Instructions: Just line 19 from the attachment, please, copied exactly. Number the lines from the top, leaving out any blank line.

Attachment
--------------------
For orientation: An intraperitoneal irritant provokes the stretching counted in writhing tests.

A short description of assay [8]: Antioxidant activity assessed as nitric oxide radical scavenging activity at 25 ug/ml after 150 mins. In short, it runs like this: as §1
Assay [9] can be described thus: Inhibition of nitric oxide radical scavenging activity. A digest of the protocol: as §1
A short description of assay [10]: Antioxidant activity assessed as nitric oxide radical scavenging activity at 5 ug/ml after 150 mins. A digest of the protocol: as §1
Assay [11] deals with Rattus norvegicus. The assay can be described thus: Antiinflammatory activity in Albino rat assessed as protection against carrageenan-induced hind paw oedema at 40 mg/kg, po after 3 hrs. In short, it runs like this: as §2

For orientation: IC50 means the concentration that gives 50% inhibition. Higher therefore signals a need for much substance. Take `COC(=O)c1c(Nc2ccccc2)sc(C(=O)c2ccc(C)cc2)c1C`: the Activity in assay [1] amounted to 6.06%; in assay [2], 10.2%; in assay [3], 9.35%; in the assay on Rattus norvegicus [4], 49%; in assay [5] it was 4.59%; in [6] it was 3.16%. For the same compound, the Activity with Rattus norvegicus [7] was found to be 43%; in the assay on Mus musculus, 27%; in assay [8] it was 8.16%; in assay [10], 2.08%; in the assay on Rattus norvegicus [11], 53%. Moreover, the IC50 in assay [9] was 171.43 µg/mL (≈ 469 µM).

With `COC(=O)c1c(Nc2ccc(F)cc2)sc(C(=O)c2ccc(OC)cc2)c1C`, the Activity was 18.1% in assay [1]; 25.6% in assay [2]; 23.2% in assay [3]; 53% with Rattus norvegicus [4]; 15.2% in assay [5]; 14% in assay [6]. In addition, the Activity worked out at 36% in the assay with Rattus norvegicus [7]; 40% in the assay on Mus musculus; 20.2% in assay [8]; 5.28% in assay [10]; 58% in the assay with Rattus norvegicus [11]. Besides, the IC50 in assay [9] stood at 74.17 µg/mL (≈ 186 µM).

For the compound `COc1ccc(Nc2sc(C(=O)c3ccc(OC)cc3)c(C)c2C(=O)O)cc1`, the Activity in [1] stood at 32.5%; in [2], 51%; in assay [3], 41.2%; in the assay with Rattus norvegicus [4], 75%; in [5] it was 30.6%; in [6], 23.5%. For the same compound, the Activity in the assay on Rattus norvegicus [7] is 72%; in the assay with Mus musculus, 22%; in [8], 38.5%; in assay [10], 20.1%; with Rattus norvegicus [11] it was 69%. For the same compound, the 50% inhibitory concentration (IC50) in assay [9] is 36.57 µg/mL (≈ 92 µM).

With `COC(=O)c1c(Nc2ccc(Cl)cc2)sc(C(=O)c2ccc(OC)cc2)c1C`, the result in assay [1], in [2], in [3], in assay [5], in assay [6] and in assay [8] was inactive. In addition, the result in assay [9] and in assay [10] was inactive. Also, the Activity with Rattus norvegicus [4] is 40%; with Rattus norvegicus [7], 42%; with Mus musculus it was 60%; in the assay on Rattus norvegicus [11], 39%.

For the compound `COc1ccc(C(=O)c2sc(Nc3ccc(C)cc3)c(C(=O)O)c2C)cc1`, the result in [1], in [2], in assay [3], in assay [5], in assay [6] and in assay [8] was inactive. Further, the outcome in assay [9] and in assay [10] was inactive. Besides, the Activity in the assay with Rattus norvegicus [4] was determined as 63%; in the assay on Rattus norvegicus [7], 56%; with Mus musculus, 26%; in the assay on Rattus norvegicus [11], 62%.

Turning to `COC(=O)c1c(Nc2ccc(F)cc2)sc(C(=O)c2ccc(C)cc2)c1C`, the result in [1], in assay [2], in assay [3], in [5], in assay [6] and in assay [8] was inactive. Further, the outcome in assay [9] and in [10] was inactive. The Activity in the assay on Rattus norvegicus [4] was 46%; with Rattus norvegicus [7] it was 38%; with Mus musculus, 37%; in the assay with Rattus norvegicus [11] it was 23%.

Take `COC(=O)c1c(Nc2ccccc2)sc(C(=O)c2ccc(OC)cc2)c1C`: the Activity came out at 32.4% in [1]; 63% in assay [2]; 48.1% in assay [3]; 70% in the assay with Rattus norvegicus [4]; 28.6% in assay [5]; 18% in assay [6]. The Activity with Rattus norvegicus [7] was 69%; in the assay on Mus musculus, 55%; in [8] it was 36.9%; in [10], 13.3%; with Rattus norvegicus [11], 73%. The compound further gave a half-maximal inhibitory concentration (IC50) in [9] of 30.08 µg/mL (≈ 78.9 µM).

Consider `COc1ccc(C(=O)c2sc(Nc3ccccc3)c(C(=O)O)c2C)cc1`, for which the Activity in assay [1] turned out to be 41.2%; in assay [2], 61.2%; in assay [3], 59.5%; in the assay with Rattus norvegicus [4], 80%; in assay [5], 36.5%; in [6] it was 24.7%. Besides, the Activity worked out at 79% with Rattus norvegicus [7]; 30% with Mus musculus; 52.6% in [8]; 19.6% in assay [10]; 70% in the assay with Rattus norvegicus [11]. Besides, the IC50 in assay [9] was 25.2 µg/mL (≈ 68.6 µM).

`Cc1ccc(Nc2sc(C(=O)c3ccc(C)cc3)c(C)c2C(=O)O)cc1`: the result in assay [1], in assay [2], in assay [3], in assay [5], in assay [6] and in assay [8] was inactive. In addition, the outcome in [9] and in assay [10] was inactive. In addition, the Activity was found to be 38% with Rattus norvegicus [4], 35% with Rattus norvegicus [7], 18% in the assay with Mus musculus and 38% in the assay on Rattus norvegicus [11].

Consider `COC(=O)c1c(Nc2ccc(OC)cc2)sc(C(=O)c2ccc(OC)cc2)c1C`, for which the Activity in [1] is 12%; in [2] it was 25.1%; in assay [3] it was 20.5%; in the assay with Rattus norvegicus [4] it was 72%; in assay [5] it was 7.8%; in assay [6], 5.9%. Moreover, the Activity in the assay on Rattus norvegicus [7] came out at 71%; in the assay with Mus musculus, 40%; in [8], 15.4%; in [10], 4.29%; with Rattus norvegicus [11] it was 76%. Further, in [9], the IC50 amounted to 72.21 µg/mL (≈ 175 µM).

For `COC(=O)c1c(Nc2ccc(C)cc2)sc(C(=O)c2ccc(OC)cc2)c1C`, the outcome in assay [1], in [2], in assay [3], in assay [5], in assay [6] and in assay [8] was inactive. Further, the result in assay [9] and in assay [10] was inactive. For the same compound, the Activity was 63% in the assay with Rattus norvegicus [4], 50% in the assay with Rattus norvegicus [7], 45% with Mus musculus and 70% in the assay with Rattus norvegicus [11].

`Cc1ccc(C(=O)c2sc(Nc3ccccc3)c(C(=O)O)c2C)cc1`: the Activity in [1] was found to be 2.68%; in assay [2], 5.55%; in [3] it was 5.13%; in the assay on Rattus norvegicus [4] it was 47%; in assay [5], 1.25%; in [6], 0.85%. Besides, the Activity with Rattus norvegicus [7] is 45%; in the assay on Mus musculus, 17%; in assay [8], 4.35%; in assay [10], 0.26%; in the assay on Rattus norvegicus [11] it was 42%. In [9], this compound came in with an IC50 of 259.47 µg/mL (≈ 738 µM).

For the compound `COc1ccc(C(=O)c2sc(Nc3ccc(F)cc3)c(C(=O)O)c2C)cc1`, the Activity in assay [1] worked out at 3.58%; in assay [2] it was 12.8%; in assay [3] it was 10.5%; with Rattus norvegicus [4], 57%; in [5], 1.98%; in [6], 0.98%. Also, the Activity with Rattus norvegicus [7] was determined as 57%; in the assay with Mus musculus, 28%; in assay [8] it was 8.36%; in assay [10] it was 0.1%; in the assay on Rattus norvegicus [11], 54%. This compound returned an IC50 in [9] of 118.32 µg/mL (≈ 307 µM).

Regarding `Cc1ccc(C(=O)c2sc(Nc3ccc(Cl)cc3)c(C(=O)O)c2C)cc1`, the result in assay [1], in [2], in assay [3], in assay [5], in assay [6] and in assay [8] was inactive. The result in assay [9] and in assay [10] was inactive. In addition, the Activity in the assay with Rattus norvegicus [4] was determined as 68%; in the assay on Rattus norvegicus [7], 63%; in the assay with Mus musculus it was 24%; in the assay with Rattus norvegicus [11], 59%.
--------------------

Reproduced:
Regarding `Cc1ccc(C(=O)c2sc(Nc3ccc(Cl)cc3)c(C(=O)O)c2C)cc1`, the result in assay [1], in [2], in assay [3], in assay [5], in assay [6] and in assay [8] was inactive. The result in assay [9] and in assay [10] was inactive. In addition, the Activity in the assay with Rattus norvegicus [4] was determined as 68%; in the assay on Rattus norvegicus [7], 63%; in the assay with Mus musculus it was 24%; in the assay with Rattus norvegicus [11], 59%.